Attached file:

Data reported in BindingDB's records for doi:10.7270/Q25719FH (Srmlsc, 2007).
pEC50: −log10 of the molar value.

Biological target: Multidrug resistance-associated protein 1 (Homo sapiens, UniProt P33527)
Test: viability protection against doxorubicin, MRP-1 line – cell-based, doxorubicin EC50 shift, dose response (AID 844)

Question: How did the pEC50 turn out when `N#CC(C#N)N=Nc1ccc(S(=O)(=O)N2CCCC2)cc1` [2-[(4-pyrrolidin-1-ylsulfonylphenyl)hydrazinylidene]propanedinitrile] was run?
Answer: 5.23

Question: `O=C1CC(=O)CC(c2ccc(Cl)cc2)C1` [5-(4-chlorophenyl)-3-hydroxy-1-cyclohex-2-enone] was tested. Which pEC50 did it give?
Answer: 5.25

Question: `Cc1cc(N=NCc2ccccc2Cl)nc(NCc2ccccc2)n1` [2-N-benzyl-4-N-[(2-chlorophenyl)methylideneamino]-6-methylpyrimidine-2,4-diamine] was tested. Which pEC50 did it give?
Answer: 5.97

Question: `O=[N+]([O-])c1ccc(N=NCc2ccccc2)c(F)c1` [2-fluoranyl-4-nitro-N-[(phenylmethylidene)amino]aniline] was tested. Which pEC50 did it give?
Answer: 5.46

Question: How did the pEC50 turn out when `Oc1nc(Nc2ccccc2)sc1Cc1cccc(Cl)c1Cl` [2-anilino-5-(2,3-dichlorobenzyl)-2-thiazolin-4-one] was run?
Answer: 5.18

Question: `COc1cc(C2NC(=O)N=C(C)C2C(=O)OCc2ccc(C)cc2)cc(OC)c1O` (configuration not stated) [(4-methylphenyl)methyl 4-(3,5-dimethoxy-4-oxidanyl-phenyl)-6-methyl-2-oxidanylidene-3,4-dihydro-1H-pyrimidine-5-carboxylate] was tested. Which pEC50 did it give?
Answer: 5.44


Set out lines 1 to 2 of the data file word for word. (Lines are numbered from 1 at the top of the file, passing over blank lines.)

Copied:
Data reported in BindingDB's records for doi:10.7270/Q25719FH (Srmlsc, 2007).
pEC50: −log10 of the molar value.